Example – Bundle-Version: 1.0.0
Export-Package – This header lists all the packages exported to the OSGi environment for this bundle. These packages either exist within bundle packages or inside some other jar file which is embedded within this bundle. Once this bundle is activated within the OSGi environment (In our case the Carbon framework), other bundles can use these exported packages by importing them. Each package can be exported with a version (optional) which is specific to that particular package. This version should be specified in front of the package and a semi colon (';') is used to separate the package and the version. Using versions is important when different versions of the same package exist in the system at the same time. All exported packages should be given as a comma separated list.
Example – Export-Package: org.wso2.carbon.foo;version="1.4.0",  org.wso2.carbon.bar;version="1.2.1"
Import-Package – This is also a comma separated list of packages with versions (optional). This is the list of packages which are needed by this bundle from other bundles of the OSGi environment. Those packages should be exported from some other bundle before it can be imported. If all the imported packages are not found, this particular bundle will not be activated properly once it is dropped into the OSGi environment.
Example – Import-Package: org.wso2.carbon.foo;version="1.1.0",  org.wso2.carbon.bar;version="1.1.6"
Although this is the default behavior, you can make the resolution of a particular package optional. In that case, even if that package is not found in the OSGi environment, bundle will be running.
Example – Import-Package: org.wso2.carbon.foo; resolution:=optional; version="1.1.0"
DynamicImport-Package – This header contains a comma-separated list of package names that should be dynamically imported when needed while the bundle is active within the OSGi environment. These packages are not needed to start the bundle. But at run time these are loaded when needed.
Example – DynamicImport-Package: org.wso2.carbon.example
It is a best practice to use this header for all dynamically needed packages (indicated by '*') when you are writing complex bundles as you may forget to import some packages using Import-Package header.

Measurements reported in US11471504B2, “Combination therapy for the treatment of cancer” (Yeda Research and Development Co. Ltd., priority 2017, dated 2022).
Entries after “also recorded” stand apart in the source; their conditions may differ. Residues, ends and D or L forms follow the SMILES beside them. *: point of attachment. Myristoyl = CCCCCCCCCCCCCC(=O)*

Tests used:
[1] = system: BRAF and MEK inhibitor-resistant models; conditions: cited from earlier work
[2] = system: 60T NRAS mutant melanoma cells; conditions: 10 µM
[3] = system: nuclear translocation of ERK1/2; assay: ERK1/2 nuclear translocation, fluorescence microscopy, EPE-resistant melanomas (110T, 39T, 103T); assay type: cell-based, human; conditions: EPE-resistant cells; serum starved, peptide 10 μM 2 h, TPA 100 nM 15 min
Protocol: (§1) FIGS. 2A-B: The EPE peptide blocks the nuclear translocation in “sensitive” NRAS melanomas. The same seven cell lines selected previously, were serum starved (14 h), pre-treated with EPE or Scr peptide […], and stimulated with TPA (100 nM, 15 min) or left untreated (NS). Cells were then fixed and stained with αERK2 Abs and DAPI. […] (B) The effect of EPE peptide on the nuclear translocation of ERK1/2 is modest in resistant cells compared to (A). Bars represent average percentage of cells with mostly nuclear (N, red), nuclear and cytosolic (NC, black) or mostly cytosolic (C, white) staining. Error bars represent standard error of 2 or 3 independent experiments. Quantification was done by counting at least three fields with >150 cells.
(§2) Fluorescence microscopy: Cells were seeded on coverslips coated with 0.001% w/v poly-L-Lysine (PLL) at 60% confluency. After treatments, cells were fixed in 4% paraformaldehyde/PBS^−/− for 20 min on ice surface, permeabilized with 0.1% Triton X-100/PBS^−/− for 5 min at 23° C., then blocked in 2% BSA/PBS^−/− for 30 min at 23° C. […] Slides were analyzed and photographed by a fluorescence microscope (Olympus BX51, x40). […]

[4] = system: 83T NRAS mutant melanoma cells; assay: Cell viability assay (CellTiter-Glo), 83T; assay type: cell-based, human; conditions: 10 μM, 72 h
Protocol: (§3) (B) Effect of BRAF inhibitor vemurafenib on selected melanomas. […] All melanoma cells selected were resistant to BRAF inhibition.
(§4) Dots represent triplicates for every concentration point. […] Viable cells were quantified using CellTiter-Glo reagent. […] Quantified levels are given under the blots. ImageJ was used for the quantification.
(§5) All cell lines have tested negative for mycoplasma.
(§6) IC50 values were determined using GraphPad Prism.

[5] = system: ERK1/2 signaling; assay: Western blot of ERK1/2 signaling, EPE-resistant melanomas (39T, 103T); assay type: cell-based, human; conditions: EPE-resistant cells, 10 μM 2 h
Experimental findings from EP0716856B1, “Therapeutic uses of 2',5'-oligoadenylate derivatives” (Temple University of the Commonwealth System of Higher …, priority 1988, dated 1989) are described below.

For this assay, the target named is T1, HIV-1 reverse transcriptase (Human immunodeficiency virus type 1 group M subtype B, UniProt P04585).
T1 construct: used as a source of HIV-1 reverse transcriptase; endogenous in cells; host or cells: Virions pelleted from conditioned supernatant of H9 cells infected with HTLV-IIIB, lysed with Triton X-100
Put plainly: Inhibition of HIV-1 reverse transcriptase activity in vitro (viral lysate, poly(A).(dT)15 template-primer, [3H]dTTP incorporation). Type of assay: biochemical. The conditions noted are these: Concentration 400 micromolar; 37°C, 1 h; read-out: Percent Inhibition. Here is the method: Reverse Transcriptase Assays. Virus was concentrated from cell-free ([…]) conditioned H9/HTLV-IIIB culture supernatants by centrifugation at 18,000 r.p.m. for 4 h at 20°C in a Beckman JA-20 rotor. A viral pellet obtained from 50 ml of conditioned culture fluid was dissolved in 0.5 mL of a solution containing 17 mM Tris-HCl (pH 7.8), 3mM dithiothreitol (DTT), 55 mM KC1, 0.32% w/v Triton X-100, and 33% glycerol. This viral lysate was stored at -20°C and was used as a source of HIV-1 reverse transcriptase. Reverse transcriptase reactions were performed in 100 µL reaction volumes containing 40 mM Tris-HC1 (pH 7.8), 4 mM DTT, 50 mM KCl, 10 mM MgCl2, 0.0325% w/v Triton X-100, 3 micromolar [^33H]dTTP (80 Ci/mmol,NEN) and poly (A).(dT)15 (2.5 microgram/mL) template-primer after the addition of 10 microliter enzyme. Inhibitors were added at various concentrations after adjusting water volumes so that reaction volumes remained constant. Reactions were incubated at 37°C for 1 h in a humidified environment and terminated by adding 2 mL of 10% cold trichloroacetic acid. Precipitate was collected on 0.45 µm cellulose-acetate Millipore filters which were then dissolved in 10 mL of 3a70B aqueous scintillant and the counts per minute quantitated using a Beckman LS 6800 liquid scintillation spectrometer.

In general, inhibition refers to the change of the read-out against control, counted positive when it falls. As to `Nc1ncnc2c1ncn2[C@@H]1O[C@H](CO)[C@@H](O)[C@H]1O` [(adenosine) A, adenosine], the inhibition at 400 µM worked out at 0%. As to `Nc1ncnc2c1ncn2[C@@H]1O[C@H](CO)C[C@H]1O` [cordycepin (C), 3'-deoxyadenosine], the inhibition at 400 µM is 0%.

Example – DynamicImport-Package: *
Private-Package – This header also contains a comma separated list of packages which are not exported to the outside. Those packages are private to the bundle.
Example – Private-Package: org.wso2.carbon.example.internal
Fragment-Host – A bundle can be included into the OSGi environment as an extension to an already existing bundle. In this case, the existing bundle is called the host bundle and the attached bundle is called the fragment bundle. So if your bundle should be a fragment to some other bundle, you have to specify the host bundle under this Fragment-Host header. Resources in the fragment bundle are added to the host bundle class path.
Example – Fragment-Host: org.wso2.carbon.ui
Require-Bundle – If your bundle needs all exports made by some other bundle, you can specify that bundle under this header. If this header is set, your bundle can't be started if the other bundle doesn't exist in the system. It's not a good practice to use this header and best method is to import the needed packages using Import-Package header or DynamicImport-Package.
Example – Require-Bundle: org.wso2.carbon.example
Embed-Dependency – If you want to embed some other jar within your bundle jar, this header should be set. This is a pipe ('|') separated list of artifact ids of the jars to embedded.
Example – Embed-Dependency: org.apache.foo | org.wso2.bar
Manifest headers described above are the most commonly used headers in Carbon components. But there are some other rarely used headers which are defined in the OSGi specification.
Writing the MANIFEST.MF file is a complex task when the bundle is complex. For example, if you have many import and export packages, you have to list all those one by one in the MANIFEST.MF file. WSO2 Carbon uses Maven2[10] as the build system. Therefore, Maven bundle plugin[11] is used to generate MANIFEST.MF file for all the Carbon components.
Users can write the MANIFEST.MF file manually or using a tool. It will work within the Carbon environment as far as it is written correct. But the easiest way to generate a correct MANIFEST.MF file is to use the Maven bundle plugin.

Using Maven Bundle Plugin